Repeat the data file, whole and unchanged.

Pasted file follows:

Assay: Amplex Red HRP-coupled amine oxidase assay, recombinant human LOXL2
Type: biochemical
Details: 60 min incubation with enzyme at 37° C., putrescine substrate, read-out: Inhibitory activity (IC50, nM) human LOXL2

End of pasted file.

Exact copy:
Assay: Amplex Red HRP-coupled amine oxidase assay, recombinant human LOXL2
Type: biochemical
Details: 60 min incubation with enzyme at 37° C., putrescine substrate, read-out: Inhibitory activity (IC50, nM) human LOXL2